Coloration, Mordant Dyes
A mordant is a substance applied to a textile substrate in parallel with the dyeing process that modifies the interaction of dye and fiber (and remains present in the subsequent dyed material) to provide better uptake, better fastness, and/or a wider range of colors than would otherwise be achieved.
Nevertheless, there are substances that fall into this definition which are not called mordants, and some substances described as mordants that do not fit the definition. O’Neill in the 1860s  suggested that a mordant should “exert an affinity for the fibrous material to which it is applied, and ……. an attraction for coloring matters,” and this is largely in agreement with the definition given here, but implies that the attractions are simultaneous which is rarely the case. Shore  gives a definition based on the twentieth-century commercial practice but recognizes the implicit ambiguities.
From the definition it is clear that mordants compensate for some lack of substantivity or fastness of a dye. The watershed between a dyeing world that relied heavily on mordants and one that was becoming relatively mordant-free coincides with the move from natural to synthetic dyes. Mordants were the means of getting good results from natural dyes that were not “designed” for dyeing textiles. Mordants were used for centuries to achieve remarkable results. That strong historical aspect complicates the definition: more recent understanding of the chemistry behind the dyeing process has revealed that substances formerly included in the broad scheme of mordants do not truly behave as such.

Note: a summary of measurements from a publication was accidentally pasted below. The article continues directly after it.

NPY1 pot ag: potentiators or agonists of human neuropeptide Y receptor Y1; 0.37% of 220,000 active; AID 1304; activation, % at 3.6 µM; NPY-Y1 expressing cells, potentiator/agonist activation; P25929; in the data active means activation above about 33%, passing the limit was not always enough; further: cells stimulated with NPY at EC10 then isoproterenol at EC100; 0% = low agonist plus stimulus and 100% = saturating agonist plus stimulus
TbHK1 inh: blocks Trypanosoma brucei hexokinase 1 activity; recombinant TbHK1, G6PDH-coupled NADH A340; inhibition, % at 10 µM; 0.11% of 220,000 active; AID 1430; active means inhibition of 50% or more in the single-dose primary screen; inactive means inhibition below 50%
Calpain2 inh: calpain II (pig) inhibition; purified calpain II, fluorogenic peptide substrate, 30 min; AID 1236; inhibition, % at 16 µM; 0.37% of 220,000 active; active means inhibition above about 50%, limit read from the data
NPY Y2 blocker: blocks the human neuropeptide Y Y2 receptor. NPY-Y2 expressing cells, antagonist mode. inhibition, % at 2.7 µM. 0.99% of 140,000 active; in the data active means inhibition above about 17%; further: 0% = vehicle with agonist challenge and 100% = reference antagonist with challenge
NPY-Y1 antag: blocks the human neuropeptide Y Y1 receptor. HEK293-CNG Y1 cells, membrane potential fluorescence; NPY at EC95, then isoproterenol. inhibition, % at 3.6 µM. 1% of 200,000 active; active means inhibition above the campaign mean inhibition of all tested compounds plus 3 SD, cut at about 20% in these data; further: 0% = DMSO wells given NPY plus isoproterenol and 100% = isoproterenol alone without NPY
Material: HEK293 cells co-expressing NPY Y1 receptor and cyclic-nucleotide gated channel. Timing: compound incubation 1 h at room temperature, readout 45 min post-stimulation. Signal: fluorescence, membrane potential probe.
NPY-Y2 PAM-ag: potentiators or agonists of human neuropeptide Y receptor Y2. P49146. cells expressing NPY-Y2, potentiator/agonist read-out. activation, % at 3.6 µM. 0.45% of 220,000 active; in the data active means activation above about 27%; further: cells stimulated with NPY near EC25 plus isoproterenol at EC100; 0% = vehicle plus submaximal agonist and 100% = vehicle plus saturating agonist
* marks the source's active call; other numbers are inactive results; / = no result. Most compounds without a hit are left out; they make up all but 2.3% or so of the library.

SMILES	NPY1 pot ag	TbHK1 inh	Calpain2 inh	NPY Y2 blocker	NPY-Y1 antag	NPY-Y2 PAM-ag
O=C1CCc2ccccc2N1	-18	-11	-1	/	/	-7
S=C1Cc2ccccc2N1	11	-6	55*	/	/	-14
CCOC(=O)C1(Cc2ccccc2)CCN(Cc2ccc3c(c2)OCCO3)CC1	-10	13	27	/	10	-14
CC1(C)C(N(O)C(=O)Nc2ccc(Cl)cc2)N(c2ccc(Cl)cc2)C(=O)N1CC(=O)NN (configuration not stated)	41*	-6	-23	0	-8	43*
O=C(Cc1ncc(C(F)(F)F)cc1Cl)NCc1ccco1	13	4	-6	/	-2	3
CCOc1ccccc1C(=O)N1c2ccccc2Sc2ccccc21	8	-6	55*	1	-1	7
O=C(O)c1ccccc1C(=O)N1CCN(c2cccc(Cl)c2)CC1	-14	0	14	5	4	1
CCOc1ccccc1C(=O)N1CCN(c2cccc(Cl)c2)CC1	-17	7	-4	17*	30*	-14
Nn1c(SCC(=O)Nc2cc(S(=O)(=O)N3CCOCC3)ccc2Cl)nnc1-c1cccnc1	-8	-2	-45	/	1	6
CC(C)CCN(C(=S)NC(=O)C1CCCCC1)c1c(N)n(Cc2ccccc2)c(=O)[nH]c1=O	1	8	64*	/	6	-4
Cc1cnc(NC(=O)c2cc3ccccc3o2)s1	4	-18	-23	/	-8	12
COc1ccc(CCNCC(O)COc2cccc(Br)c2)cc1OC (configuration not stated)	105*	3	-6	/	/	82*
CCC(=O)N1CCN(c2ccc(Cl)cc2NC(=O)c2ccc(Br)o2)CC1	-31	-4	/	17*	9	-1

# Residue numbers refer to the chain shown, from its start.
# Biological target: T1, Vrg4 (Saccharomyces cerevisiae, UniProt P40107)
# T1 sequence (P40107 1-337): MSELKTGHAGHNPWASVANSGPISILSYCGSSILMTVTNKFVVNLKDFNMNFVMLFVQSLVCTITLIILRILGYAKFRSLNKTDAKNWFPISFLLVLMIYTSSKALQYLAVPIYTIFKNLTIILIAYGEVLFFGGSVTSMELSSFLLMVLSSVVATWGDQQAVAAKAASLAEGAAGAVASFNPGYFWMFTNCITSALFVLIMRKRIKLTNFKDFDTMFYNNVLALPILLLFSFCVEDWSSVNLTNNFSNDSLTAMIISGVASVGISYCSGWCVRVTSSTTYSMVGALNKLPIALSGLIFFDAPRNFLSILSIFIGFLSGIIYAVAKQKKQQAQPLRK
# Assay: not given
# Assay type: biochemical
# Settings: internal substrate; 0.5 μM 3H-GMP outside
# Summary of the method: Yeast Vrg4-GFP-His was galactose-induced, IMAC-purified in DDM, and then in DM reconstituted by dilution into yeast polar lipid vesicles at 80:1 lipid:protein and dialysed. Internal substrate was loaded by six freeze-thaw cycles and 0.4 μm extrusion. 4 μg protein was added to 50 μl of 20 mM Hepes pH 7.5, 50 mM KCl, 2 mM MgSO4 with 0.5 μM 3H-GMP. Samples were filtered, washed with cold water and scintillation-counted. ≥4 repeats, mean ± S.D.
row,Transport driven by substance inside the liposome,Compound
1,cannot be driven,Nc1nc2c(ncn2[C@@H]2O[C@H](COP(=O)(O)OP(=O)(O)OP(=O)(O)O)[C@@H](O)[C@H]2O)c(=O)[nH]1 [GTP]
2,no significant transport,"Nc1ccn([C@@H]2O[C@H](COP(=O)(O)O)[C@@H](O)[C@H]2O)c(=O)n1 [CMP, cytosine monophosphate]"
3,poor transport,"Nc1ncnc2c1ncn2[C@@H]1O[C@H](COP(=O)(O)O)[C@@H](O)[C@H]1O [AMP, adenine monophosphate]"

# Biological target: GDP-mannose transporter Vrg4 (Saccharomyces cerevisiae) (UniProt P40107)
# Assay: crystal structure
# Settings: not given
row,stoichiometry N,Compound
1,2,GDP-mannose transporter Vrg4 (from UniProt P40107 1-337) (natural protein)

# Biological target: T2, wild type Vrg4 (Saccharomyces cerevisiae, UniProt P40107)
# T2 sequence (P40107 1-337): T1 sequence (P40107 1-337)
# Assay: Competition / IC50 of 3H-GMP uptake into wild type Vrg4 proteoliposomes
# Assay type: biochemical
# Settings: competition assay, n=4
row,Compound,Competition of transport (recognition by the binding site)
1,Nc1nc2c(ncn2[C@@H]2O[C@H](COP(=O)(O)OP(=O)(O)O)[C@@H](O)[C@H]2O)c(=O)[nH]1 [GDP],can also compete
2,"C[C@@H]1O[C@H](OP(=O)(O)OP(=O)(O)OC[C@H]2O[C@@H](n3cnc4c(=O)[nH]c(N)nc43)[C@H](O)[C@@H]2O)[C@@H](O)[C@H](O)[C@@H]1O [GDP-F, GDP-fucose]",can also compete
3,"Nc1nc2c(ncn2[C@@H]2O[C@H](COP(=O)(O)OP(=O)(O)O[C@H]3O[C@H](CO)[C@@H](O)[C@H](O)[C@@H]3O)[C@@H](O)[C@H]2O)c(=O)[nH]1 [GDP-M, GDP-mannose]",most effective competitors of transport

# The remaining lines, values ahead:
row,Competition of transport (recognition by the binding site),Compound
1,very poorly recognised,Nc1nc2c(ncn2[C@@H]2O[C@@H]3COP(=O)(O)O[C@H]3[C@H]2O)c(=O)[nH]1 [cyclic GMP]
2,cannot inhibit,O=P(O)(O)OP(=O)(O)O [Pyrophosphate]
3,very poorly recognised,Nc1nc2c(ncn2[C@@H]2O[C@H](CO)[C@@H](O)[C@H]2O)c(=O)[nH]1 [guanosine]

For several decades prior to the full development of synthetic dyes, chemical knowledge was increasing, and as new elements were identified, and new compounds prepared, a wide range of substances was tested as mordants to expand the coloration technology of natural dyes. Even after the first synthetic dyes were developed, their usefulness was broadened by the use of mordanting materials. A notable development occurred in the 1880s, when a new group of synthetic dyes was named “substantive dyes” (later “direct dyes”), because they were substantive toward and dyed cotton “directly,” without the use of a mordant. Since then, the skill of the chemist has obviated the need for mordants by creating dyes that not only have color but which also have the molecular configuration to provide dye-fiber substantivity, ultimate insolubility, or functional groups to react covalently with the fiber. The result is a much-simplified (and more efficient) dyeing process that readily provides fast colors. The (synthetic) dyes logically form groups of suitability for certain fibers and of similar dyeing behavior. These groups were codified in the second edition of the Colour Index in 1956 . One such group was “mordant dyes.” These dyes were applied to wool in conjunction with a chrome mordant: no other synthetic dyes routinely employed a mordant, and few mordants other than chromium salts were being used. The use of these mordant dyes has lessened as environmental concerns over the use of heavy metals, such as chromium, increase. Together with the very limited use of natural dyes, it is not surprising that mordants are a rarity in (commercial) dyeing today. Current use of mordants is largely confined to home and craft dyeing, where the purported advantages of natural dyes are emphasized, and the inefficiencies of the processes and environmental limitations of the required mordants are not. In an interesting paradox, the scientific ignorance that accompanied the historic use of mordants is becoming apparent once more. A proportion of the community of interest in applying natural dyes is unaware of the temporary function of dyebath additives (described below), and it is not unusual to read of any chemical adjunct to the dyeing process being inappropriately referred to as a mordant.